The exam for the post of JE under the RWD by the APPSC was unsatisfactory in nature for a student who works hard to secure a job to survive. There are some flaws which, if taken into account, can minimize the chances of malpractice and a student can get their due credit for their hard work. These include:
1) The recent approach adopted by the APPSC to conduct recruitment test for every exam they conduct to shortlist the candidates for mains exam is appreciable to some extent. But when it comes to MCQ type as adopted in recruitment test, especially in the recent JE exam, there were no negative marking for the same. In this cutthroat competition, MCQ type questions without any negative marking are like you are batting a ball with blindfolded eyes; if you get lucky you hit the ball. Now every other person will argue that if you have prepared well enough you will make it, but put some logic in it. A person with knowledge will be knocked out of the competition just because some candidate randomly answered the questions. Give a thought.
2) No doubt the commission tries its level best to curb any malpractice during exam, but the fact states that most of the exam centres are not even equipped with mobile jammers.
3) The APPSC should learn from the APSSB. The recent LDC, JSA exams conducted by them was very appreciable in many aspects. They shut down internet connection, there was proper negative marking, but the most important of all was that the APSSB adopted one booklet one OMR sheet, inserted into the pre-packed questions booklet. So there is no chance of extra OMR sheet being manipulated and submitted.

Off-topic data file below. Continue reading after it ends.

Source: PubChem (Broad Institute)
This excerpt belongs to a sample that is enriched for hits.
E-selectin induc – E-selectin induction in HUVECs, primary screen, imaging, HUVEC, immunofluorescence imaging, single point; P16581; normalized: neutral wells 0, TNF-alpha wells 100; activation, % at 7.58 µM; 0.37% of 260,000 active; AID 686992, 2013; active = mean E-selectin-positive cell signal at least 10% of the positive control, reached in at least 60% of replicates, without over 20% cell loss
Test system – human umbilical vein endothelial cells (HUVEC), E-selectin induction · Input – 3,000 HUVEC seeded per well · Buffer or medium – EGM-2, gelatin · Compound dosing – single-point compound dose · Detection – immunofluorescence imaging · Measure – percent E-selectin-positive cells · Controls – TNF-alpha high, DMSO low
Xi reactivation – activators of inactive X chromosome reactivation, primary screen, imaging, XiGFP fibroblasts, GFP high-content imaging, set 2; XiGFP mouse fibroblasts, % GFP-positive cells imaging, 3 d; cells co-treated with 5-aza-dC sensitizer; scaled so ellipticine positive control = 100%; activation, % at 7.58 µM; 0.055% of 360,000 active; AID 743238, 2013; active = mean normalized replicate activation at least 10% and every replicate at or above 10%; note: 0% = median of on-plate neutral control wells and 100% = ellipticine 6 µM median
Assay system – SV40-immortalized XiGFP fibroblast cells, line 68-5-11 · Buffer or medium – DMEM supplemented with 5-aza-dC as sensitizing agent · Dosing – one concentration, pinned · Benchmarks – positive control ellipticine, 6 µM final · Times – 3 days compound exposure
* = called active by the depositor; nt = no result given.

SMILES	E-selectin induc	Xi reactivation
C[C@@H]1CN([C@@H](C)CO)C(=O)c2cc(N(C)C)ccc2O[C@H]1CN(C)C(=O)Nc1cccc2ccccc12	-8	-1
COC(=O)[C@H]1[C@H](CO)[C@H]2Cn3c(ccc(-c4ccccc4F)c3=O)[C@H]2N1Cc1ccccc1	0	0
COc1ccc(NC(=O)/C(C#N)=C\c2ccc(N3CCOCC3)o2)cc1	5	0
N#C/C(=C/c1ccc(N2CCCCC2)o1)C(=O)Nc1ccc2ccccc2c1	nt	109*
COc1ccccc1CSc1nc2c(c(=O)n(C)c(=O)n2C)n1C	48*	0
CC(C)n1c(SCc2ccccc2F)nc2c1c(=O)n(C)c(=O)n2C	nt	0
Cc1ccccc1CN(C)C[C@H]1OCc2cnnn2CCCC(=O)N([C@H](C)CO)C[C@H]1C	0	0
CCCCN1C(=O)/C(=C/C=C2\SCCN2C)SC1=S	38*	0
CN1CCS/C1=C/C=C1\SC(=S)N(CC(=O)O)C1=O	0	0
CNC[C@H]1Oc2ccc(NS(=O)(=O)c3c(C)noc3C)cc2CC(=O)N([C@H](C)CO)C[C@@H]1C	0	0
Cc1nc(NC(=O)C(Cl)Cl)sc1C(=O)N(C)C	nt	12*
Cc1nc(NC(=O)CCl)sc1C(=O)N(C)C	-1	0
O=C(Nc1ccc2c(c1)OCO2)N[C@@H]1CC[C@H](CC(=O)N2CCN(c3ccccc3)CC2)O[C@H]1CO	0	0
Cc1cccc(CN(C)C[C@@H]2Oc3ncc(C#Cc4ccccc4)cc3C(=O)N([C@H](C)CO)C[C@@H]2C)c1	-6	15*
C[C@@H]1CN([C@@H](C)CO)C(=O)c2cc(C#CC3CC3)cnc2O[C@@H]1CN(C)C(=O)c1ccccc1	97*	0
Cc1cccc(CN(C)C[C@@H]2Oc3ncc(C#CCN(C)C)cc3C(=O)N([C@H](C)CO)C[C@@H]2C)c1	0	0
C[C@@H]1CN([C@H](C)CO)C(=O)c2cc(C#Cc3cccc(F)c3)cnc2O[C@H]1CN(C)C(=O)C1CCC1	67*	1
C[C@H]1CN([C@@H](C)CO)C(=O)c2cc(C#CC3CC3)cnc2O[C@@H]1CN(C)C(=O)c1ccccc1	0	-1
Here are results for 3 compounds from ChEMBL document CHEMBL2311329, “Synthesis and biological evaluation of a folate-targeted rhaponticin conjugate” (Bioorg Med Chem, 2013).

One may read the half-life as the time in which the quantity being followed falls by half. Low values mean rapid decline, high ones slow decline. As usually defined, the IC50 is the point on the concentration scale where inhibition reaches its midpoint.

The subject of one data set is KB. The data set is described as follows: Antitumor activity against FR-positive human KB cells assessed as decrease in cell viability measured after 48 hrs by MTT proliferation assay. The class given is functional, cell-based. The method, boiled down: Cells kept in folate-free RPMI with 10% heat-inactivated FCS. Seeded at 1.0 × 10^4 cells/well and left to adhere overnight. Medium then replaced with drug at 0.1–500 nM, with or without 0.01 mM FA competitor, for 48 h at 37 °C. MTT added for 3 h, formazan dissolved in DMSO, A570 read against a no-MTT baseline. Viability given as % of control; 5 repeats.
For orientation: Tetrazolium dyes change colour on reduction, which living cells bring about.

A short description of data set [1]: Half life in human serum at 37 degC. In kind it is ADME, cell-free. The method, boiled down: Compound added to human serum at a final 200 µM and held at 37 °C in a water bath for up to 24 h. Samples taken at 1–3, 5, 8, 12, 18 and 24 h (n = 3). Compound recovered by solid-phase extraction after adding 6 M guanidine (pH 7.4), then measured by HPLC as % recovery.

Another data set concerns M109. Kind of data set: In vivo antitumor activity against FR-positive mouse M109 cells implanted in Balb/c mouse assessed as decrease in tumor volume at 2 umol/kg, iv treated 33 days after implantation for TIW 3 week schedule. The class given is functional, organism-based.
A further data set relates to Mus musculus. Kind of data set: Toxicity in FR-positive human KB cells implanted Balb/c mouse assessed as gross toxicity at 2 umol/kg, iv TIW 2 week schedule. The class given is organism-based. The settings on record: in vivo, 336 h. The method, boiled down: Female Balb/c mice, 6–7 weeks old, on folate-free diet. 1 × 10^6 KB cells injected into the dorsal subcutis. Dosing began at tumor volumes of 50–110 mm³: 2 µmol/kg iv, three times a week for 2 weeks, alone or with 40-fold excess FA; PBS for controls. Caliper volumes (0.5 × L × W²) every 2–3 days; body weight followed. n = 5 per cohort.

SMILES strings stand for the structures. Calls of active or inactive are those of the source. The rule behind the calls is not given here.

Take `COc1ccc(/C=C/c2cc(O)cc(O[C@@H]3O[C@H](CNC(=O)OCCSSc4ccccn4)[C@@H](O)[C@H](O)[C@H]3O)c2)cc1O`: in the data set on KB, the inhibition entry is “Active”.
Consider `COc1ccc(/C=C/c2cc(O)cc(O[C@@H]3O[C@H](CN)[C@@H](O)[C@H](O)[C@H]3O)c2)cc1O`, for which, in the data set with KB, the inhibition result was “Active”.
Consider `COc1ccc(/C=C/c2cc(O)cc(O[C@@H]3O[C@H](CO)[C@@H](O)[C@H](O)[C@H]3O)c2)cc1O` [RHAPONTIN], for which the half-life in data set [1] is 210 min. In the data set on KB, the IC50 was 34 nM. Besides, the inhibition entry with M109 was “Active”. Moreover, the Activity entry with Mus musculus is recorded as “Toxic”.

4) Lastly, the answer keys and the OMR sheets of the candidates should be uploaded for a student to cross-verify their marks and answer sheet. This way the APSSB can clear our doubts and assumptions. The APPSC should adopt this system to ensure transparency and accountability in the exam.
These are some of the flaws that I consider need to be taken up by the commission at earliest, as we put years of effort on our studies and due to such anomalies the chances of getting into merit become lesser. We believe the commission is working hard to conduct free and fair exams, and with every passing year, it is advancing towards a more robust system, but till then, we need some rectification to put candidates on merit and not on luck.